Rudolph Atallah, senior fellow in the Atlantic Council’s Michael S. Ansari Africa Center, testified at a House of Representatives Committee on Foreign Affairs hearing on “The Growing Crisis in Africa’s Sahel Region.”
On the heels of Canadian Prime Minister Stephen Harper’s visit to the United States, Energy & Environment Program Associate Director Mihaela Carstei joins CTV to discuss the Keystone Pipeline project that would transport tar sands oil from Canada and the northern United States to refineries in the Gulf coast of Texas.
Dr. Thomas Fingar, the Chairman of the National Intelligence Council (NIC), discussed the new report "Global Trends 2025: A Transformed World." The report analyzes the global situation 15 to 20 years in the future, touching on international security, political and social trends, globalization, and other transnational issues. Fingar's speech was the latest in the Atlantic Council's Global Intelligence Series.
Fingar said the purpose of the report was not to make concrete predictions, but rather to stimulate strategic thinking about how trends will evolve in the future. He stressed the importance of leadership, which is perhaps the most influential driver of future events and global interactions. Demography, Fingar said, is one of the more certain aspects about 2025. By that year, the world will have 1.4 billion more people, only 3 percent of whom will be from the West. Thus, Asia and the Middle East will be younger, while Europe, Japan, and even China manage aging populations.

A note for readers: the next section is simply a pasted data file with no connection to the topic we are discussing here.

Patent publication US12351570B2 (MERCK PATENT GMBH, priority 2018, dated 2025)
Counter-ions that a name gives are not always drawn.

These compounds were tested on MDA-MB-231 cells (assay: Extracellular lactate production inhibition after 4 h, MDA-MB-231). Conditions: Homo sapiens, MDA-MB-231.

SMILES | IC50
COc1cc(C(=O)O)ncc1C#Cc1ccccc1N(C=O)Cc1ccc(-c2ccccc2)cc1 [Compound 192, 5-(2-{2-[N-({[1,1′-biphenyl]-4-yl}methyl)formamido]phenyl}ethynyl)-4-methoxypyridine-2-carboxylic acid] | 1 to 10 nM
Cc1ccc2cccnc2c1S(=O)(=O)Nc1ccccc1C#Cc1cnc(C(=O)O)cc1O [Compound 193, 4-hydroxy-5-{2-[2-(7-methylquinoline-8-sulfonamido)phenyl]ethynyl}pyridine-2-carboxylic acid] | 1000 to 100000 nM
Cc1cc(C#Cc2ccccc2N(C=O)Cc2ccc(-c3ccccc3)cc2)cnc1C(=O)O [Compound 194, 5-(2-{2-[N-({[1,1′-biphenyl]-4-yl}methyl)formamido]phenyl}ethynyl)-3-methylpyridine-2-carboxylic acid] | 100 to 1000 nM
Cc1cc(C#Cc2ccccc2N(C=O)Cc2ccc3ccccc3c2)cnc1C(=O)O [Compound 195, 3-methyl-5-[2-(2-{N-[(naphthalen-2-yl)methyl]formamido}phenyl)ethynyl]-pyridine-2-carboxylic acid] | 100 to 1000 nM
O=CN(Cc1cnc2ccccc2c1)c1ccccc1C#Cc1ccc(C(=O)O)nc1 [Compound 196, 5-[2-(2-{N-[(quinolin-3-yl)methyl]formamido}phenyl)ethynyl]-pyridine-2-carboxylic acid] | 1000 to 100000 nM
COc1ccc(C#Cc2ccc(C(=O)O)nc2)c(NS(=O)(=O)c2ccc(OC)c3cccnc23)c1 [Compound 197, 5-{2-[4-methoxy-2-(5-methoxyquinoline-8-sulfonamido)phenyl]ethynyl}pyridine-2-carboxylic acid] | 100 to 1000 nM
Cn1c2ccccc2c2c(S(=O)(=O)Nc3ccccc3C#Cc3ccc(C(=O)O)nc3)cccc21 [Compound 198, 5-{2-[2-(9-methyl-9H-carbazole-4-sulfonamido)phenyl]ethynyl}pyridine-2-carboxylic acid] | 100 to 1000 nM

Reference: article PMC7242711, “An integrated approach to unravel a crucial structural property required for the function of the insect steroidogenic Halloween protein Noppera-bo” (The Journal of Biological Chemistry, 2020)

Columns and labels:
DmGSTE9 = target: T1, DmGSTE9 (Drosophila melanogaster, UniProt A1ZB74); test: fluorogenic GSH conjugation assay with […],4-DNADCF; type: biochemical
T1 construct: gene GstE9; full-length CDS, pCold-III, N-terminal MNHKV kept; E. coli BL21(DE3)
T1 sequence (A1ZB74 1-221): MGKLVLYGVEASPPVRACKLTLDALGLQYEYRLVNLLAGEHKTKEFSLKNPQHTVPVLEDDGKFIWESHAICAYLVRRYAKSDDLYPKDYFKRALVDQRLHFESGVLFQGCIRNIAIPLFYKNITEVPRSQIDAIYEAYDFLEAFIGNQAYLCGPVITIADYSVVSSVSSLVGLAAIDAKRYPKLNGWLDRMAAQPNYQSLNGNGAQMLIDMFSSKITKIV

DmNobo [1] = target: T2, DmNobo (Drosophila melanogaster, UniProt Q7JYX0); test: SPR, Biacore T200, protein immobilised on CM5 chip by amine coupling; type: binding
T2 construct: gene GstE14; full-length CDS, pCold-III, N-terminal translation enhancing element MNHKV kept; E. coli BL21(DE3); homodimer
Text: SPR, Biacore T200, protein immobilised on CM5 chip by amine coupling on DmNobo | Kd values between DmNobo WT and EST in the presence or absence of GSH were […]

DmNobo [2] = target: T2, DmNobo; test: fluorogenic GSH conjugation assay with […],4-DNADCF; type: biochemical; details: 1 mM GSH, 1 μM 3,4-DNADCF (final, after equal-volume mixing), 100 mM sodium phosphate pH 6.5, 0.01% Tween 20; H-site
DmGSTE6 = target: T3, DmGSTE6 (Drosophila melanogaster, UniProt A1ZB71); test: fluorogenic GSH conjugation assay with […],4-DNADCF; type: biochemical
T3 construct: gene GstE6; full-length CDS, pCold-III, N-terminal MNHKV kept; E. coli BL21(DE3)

Another major focus of Fingar's comments was the future of the international institutions established after World War II like the UN and IMF. He said that several of these institutions need to be reformed in order to effectively manage world crises and political relations, but many developing countries are unwilling or unable to take on a greater burden. Lastly, Fingar talked about terrorism in 2025, stating that the threat will probably be smaller in magnitude but more lethal in capability.
C-SPAN (52 minutes)
- Dr. Thomas Fingar – Chairman, National Intelligence Council
- Frederick Kempe – President and CEO, Atlantic Council
- Global trends and U.S. economic recovery – Leslie Davis, Examiner
- By 2025, Analysts Say U.S. Won't Be World Power – Tom Gjelten, NPR "Morning Edition"
- NIC Chairman Thomas Fingar Presents "Global Trends 2025" – Baltische Rundschau (Lithuania)
Related Commentary on New Atlanticist Blog:
- Predicting the Future is Hard - And Necessary – James Joyner
- U.S. Dominance Ending – James Joyner
- Terrorism Here Today, Gone Tomorrow? – James Joyner
- Asia's Ascendency Seen in Intelligence Forecast – Joseph Snyder
- Climate Change Will be More Severe in 2025 –Erica McCarthy
- Economic Rise of the East – James O'Connor
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On May 22, the Atlantic Council's Cyber Statecraft Initiative will hold a discussion on the history of cyber critical infrastructure protection in recognition of the 15th anniversary of Presidential Decision Directive 63 (PDD-63).
On May 23, the Atlantic Council’s Middle East Peace and Security Initiative at the Brent Scowcroft Center on International Security is hosting a panel discussion on new developments in security cooperation among the United States, its European allies, and the Gulf states, and how they are likely to evolve in the coming years.
On May 30, the Atlantic Council’s South Asia Center will release a new issue brief, The Kaleidoscope Turns Again in a Crisis-Challenged Iran, a discussion of Iran’s upcoming presidential elections.
From June 13-14, the 2013 Wrocław Global Forum will bring together over 350 top policy-makers and business leaders to explore the region’s impact as an actor in Europe, as well as its crucial role in the transatlantic partnership and on the global stage.